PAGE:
Tue, Aug 14, 2012 - Page 9 News List

The rise of the violent far-right

The man who recently opened fire on a Sikh temple in the US was not just a crazed loner, but a vocal neo-Nazi. We remain dangerously ignorant about a growing form of extremism that expresses its strength through violence, rather than party politics

By Matthew Goodwin  /  The Guardian, LONDON

Illustration: Yusha

On July 28, Wade Michael Page walked into the Shooters Shop in Wisconsin to buy a 9mm semi-automatic handgun and ammunition. Eight days later, the 40-year-old military veteran arrived at a Sikh temple in Oak Creek and began shooting at members of the congregation who had gathered to prepare a meal. During the shooting, six members of the Sikh community, one police officer and the attacker were killed.

Within hours of the shootings, the Southern Poverty Law Center (SPLC) revealed that Page was a known white supremacist. He had links to networks including the Hammerskin Nation and was involved in an underground music scene often referred to as “white power music” or “hate rock.”

Influenced strongly by earlier bands in England, such as Skrewdriver, white power music is seen by those who study extremism as one of the most important recruitment tools for the modern far right. Page’s involvement appears to have been deep: In an interview with online music magazine Label56.com in 2005, he claimed to have sold all of his possessions so that he could travel around the country attending white power festivals, such as Hammerfest. The next year, he formed a band called End Apathy, recruiting bandmates from other groups, such as Definite Hate and 13 Knots.

Asked in 2005 to elaborate on the meaning of the band’s lyrics, Page replied: “The topics vary from sociological issues, religion and how the value of human life has been degraded by being submissive to tyranny and hypocrisy that we are subjugated to.”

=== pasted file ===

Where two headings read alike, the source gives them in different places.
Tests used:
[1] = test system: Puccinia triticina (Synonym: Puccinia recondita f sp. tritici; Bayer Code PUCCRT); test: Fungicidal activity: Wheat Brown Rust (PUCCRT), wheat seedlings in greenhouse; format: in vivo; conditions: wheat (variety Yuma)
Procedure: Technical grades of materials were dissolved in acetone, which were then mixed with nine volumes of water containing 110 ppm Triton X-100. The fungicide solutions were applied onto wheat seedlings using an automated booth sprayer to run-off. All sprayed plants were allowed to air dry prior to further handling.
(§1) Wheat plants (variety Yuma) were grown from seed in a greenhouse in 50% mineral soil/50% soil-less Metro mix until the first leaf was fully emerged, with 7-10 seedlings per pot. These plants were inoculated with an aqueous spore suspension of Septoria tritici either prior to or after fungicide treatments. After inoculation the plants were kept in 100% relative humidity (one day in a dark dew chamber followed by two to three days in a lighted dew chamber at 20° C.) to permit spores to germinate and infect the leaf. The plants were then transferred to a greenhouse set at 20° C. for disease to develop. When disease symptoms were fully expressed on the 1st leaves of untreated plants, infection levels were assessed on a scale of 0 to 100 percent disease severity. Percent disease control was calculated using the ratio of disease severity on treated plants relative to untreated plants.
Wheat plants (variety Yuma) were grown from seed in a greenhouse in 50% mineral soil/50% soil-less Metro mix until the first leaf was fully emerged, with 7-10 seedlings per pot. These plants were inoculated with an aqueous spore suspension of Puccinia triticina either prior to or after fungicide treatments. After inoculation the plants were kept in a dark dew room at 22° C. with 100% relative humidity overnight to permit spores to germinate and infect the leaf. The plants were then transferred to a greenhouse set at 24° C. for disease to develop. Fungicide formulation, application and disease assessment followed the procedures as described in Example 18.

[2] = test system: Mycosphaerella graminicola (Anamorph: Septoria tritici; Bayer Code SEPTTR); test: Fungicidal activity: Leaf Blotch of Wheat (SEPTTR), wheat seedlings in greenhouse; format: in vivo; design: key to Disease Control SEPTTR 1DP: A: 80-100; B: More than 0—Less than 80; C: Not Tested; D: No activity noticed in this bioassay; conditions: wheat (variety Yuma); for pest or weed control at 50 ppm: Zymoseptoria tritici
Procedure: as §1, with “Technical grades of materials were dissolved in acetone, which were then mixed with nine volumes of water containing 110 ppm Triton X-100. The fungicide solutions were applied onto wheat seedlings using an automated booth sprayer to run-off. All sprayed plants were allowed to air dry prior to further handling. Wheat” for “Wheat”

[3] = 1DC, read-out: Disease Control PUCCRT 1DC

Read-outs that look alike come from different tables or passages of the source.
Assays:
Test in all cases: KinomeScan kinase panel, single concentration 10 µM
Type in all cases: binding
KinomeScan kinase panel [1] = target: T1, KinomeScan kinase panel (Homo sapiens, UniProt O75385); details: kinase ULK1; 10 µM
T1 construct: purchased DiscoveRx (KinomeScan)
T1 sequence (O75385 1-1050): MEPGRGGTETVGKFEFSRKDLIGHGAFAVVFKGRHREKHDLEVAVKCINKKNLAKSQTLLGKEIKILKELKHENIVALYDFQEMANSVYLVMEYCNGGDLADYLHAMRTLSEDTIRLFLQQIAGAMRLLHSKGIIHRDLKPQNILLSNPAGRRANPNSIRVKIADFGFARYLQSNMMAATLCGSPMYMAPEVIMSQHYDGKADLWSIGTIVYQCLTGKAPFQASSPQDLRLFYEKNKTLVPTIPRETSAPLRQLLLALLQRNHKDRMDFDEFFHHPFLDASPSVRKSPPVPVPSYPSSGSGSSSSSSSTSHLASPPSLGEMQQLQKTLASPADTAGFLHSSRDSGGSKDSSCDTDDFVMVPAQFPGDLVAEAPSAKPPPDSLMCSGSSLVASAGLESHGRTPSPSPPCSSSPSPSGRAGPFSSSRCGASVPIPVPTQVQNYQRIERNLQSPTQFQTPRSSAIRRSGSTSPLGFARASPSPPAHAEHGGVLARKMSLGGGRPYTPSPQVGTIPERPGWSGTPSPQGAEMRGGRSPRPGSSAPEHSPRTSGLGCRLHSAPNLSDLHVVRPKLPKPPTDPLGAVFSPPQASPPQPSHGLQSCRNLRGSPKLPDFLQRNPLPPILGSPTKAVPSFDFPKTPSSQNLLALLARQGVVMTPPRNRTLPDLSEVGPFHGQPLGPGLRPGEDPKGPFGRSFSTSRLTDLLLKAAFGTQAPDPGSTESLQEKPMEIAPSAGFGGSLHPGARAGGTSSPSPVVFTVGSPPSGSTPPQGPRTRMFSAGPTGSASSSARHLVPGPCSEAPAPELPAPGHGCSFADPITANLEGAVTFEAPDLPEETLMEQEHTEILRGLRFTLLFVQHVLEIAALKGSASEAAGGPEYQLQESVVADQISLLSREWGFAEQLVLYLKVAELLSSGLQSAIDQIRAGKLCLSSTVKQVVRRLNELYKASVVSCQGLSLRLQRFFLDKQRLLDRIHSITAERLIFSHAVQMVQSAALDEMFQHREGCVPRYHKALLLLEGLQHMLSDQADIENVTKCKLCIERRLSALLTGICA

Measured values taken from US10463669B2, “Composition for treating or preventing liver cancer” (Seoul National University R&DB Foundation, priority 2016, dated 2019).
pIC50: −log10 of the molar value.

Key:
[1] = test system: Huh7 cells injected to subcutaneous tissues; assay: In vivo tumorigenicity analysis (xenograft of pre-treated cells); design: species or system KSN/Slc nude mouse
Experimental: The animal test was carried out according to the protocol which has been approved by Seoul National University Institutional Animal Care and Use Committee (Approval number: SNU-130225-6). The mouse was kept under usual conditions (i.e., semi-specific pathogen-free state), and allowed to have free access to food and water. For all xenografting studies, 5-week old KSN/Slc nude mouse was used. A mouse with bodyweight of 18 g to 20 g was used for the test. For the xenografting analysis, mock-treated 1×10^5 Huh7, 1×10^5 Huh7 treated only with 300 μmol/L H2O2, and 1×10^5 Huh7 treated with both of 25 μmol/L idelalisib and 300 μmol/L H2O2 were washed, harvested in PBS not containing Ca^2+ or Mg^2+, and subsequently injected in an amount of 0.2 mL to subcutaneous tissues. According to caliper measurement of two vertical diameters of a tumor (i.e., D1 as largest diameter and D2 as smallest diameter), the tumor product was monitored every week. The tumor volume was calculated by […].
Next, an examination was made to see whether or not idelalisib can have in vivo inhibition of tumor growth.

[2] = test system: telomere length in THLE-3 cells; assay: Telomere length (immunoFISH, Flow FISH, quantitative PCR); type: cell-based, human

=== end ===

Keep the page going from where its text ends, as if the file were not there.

Page’s body also contained references to white supremacism.

A tattoo of the number “14” was a direct reference to the so-called “14 words” that occupy a central role in neo-Nazi vocabulary: “We must secure the existence of our people and a future for white children.”

This passage, a reference to a section of Adolf Hitler’s Mein Kampf, was popularized by David Lane, a member of white supremacist terror group The Order. Another tattoo of the Odin or Celtic cross represents one of the most popular symbols among neo-Nazis, seen as an international symbol for “white pride.”

Those who had been close to Page confirmed his ideological affinity to the extreme right. Reflecting a wider belief within the movement, an old army friend of Page claimed that as far back as the 1990s he had talked about “racial holy war,” and would rant “about mostly any non-white person.”

As with the aftermath of the attacks by Anders Breivik in Norway, it was not long until sympathizers surfaced online.

“Take your dead and go back to India and dump their ashes in the Ganges, Sikhs,” one neo-Nazi wrote.

Others praised their “brother:” “All I feel is loss and sympathy for a brother that was overwhelmed by pain and frustration. I could [sic] care less though for those injured and wounded other than Wade.”

Another warned of future attacks: “There are thousands of other angry White men like Page, the vast majority of them unknown ... When will they, like Page, reach their breaking point...?”

The threat of violence from disgruntled right-wing extremists is not lost on the security services, or analysts. In 2009, US Department of Homeland Security analyst Daryl Johnson authored a report that explicitly warned of the growing threat of far-right violence. Pointing to the economic downturn, the election of US President Barack Obama and evidence that some military veterans were struggling to reintegrate into civilian life, the report was one of the first to flag the growing importance of the extreme right — a movement that was routinely overlooked after the Sept. 11, 2001, attacks. Few, however, took the warning seriously. Rather, Republicans and US right-wing commentators openly criticized the report. Some saw it as an attempt to discredit the insurgent and right-wing Tea Party movement, while many viewed it as an unfair attack on military veterans. Others said it focused unnecessarily on domestic, rather than foreign, manifestations of terrorism.

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